Saying the previous strategy for preventing fights and unsportsmanlike conduct in Big East Conference basketball games "has failed," Commissioner Dave Gavitt announced yesterday the league's executive committee will convene early this week to "consider special measures aimed to help insure immediate discontinuation of such unacceptable behavior."

The announcement came less than 24 hours after a multiplayer brawl ended the Georgetown-at-Pittsburgh game Saturday with four seconds remaining and Pitt leading, 70-65. Georgetown has been involved in two other fights during games this season, last month against Pittsburgh at Capital Centre and on a visit to Boston College.

The three-man executive committee will meet via a conference telephone call either today or Tuesday. The committee has the authority to change conference policies during the season; Gavitt has no authority to act on his own.

A league spokesperson said any action taken by the executive committee would not be retroactive. Neither the Providence, R.I.-based Gavitt nor anyone on the executive committee comprising athletic directors Frank Rienzo of Georgetown, Todd Turner of Connecticut and Larry Keating of Seton Hall was available for comment yesterday.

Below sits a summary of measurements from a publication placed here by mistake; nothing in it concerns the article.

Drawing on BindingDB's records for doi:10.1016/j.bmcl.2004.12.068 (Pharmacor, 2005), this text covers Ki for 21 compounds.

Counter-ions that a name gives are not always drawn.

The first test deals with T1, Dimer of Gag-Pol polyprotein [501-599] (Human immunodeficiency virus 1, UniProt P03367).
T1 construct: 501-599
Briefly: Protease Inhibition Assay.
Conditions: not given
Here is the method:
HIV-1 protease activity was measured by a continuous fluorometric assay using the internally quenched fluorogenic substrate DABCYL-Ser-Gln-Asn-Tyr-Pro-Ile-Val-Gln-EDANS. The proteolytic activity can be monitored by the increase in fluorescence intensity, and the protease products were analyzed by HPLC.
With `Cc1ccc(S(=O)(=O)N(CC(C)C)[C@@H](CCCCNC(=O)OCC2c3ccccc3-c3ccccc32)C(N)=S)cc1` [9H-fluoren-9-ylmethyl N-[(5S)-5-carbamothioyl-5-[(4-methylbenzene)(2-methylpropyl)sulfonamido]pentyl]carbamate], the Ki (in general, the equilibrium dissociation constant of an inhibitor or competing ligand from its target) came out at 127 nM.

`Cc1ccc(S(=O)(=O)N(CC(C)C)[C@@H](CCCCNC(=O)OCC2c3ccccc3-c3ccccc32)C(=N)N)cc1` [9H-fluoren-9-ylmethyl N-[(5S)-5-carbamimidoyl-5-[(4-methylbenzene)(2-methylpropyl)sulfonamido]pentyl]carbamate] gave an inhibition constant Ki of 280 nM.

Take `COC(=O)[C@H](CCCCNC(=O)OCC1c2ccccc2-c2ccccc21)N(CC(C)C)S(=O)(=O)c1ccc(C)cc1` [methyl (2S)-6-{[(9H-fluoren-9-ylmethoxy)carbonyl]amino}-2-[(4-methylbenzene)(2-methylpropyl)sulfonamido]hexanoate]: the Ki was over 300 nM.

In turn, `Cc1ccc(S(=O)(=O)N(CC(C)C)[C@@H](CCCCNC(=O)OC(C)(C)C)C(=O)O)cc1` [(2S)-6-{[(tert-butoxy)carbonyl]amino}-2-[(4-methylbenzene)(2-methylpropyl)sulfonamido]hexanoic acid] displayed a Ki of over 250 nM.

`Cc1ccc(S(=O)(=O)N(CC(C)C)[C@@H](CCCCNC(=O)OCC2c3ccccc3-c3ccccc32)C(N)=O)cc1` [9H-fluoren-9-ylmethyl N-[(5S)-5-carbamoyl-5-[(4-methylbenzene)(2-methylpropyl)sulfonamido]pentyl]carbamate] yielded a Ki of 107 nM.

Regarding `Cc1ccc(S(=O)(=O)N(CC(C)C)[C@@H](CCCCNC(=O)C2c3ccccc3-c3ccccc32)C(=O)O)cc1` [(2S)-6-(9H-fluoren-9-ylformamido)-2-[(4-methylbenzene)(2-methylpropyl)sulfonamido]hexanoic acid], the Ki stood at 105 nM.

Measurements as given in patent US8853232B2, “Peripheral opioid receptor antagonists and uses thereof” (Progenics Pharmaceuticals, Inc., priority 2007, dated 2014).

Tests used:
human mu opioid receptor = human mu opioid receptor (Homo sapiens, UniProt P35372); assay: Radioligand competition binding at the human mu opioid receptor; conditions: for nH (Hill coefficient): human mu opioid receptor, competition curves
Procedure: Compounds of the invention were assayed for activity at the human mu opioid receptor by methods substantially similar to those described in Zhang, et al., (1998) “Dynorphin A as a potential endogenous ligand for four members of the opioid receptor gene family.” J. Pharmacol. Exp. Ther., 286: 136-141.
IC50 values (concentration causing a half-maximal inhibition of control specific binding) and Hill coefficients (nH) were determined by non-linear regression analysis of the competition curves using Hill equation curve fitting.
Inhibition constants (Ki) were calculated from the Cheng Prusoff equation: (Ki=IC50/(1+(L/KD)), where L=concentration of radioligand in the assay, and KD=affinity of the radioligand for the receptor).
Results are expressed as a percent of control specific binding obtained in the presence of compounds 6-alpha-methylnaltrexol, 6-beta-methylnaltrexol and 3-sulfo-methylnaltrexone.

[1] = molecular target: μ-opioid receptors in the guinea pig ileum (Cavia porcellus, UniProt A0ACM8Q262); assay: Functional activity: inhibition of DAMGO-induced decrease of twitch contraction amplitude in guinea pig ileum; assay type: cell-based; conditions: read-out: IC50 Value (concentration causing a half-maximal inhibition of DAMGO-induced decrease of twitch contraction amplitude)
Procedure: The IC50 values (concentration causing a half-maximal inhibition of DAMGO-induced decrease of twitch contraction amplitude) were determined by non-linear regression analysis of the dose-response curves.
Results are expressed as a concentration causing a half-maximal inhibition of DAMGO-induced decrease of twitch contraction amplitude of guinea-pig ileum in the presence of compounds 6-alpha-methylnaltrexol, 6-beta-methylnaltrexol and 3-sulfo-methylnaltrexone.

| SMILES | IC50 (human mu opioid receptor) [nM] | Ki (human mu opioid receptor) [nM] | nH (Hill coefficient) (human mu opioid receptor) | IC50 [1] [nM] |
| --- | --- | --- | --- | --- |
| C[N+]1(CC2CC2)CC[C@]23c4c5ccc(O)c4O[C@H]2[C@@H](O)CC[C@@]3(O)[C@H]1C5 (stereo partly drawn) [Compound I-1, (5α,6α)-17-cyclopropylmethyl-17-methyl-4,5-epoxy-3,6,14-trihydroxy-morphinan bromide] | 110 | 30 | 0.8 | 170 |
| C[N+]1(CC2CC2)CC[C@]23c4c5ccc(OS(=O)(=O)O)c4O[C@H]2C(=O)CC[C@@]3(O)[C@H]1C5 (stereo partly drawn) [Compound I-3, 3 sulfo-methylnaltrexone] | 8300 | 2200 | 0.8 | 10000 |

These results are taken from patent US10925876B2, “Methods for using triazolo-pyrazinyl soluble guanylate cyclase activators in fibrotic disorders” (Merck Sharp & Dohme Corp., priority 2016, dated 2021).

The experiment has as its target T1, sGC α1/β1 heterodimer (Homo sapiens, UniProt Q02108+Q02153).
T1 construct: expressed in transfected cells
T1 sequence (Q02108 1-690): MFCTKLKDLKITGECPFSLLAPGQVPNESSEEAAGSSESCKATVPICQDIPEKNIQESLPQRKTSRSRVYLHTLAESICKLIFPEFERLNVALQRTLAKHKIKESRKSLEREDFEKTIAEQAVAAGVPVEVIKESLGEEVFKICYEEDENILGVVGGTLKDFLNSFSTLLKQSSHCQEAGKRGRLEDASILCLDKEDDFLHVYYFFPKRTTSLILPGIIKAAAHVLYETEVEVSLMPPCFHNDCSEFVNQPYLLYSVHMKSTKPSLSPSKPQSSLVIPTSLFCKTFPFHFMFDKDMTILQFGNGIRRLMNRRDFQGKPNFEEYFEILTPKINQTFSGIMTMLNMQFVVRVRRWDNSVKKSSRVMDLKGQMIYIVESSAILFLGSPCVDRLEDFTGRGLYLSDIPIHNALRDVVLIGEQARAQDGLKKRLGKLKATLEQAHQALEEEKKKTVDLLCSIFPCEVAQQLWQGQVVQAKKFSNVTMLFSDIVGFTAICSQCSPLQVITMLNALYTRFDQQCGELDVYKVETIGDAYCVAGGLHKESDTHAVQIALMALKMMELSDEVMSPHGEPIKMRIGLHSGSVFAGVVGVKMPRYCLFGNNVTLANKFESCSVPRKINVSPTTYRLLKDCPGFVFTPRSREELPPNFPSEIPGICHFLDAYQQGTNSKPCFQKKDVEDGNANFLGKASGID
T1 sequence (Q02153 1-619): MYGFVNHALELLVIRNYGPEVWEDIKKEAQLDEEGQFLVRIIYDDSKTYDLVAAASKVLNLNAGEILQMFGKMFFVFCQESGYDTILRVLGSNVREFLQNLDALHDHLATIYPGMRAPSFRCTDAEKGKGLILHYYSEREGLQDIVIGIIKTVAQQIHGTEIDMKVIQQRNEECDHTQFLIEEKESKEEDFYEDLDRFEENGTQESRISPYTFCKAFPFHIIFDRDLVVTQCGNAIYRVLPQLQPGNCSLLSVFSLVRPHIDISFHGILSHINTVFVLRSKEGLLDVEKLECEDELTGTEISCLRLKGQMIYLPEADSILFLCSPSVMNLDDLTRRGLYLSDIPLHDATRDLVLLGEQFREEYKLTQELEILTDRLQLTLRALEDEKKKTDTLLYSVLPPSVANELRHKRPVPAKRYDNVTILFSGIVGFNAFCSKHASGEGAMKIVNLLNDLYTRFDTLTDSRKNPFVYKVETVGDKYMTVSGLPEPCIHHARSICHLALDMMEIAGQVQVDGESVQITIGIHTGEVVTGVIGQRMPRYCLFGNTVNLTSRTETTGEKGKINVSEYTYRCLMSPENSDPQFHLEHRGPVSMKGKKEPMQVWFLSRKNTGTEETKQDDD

It is possible the executive committee will adopt a policy of suspending players involved in fights or other unsportsmanlike conduct. The conference currently has no such policy, although Gavitt's statement yesterday indicated that one may have been considered following the first Pittsburgh-Georgetown game. In that game, Georgetown's Mark Tillmon was ejected for a first-half fight with Pitt's Jerome Lane, who also was involved in Saturday's fracas.

"Following the problems . . . {in} the first Pittsburgh-Georgetown game in January, it was our belief that our coaches would deal effectively with assuring there would be no reoccurrence," Gavitt said. "The events of Saturday indicate, regrettably, that this strategy has failed.